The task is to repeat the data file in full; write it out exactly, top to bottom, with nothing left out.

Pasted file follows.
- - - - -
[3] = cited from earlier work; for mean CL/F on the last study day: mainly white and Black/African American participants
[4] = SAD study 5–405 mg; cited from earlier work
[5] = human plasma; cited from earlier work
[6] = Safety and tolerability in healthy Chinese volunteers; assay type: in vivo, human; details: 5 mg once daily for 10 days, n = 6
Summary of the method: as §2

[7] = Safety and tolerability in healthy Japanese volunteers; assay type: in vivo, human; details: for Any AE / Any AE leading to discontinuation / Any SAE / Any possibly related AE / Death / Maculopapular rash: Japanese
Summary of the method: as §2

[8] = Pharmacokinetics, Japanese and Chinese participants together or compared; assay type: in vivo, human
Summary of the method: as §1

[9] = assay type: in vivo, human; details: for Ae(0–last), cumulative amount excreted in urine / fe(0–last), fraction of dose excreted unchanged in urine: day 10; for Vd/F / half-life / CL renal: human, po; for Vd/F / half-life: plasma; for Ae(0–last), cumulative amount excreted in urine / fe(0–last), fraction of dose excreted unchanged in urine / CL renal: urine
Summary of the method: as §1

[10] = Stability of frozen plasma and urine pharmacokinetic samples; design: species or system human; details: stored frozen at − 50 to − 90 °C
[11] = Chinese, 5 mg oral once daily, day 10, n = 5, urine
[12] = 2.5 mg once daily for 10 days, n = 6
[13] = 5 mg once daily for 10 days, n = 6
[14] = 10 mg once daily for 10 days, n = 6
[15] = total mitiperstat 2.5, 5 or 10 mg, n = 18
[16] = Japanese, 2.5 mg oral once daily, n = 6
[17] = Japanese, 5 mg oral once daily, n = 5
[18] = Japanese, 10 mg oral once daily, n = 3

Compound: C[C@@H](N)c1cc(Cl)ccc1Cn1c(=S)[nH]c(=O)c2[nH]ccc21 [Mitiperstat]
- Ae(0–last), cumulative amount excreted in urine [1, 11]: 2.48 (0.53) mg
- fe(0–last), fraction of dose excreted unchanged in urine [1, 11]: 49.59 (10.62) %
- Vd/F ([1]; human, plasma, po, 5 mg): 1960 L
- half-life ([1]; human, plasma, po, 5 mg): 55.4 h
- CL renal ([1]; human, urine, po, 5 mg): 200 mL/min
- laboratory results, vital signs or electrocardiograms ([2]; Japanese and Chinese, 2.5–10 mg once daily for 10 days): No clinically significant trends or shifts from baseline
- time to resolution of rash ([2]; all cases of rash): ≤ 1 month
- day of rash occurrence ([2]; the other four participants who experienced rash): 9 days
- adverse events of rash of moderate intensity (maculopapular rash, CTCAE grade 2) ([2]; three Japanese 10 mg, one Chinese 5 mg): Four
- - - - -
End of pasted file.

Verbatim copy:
[3] = cited from earlier work; for mean CL/F on the last study day: mainly white and Black/African American participants
[4] = SAD study 5–405 mg; cited from earlier work
[5] = human plasma; cited from earlier work
[6] = Safety and tolerability in healthy Chinese volunteers; assay type: in vivo, human; details: 5 mg once daily for 10 days, n = 6
Summary of the method: as §2

[7] = Safety and tolerability in healthy Japanese volunteers; assay type: in vivo, human; details: for Any AE / Any AE leading to discontinuation / Any SAE / Any possibly related AE / Death / Maculopapular rash: Japanese
Summary of the method: as §2

[8] = Pharmacokinetics, Japanese and Chinese participants together or compared; assay type: in vivo, human
Summary of the method: as §1

[9] = assay type: in vivo, human; details: for Ae(0–last), cumulative amount excreted in urine / fe(0–last), fraction of dose excreted unchanged in urine: day 10; for Vd/F / half-life / CL renal: human, po; for Vd/F / half-life: plasma; for Ae(0–last), cumulative amount excreted in urine / fe(0–last), fraction of dose excreted unchanged in urine / CL renal: urine
Summary of the method: as §1

[10] = Stability of frozen plasma and urine pharmacokinetic samples; design: species or system human; details: stored frozen at − 50 to − 90 °C
[11] = Chinese, 5 mg oral once daily, day 10, n = 5, urine
[12] = 2.5 mg once daily for 10 days, n = 6
[13] = 5 mg once daily for 10 days, n = 6
[14] = 10 mg once daily for 10 days, n = 6
[15] = total mitiperstat 2.5, 5 or 10 mg, n = 18
[16] = Japanese, 2.5 mg oral once daily, n = 6
[17] = Japanese, 5 mg oral once daily, n = 5
[18] = Japanese, 10 mg oral once daily, n = 3

Compound: C[C@@H](N)c1cc(Cl)ccc1Cn1c(=S)[nH]c(=O)c2[nH]ccc21 [Mitiperstat]
- Ae(0–last), cumulative amount excreted in urine [1, 11]: 2.48 (0.53) mg
- fe(0–last), fraction of dose excreted unchanged in urine [1, 11]: 49.59 (10.62) %
- Vd/F ([1]; human, plasma, po, 5 mg): 1960 L
- half-life ([1]; human, plasma, po, 5 mg): 55.4 h
- CL renal ([1]; human, urine, po, 5 mg): 200 mL/min
- laboratory results, vital signs or electrocardiograms ([2]; Japanese and Chinese, 2.5–10 mg once daily for 10 days): No clinically significant trends or shifts from baseline
- time to resolution of rash ([2]; all cases of rash): ≤ 1 month
- day of rash occurrence ([2]; the other four participants who experienced rash): 9 days
- adverse events of rash of moderate intensity (maculopapular rash, CTCAE grade 2) ([2]; three Japanese 10 mg, one Chinese 5 mg): Four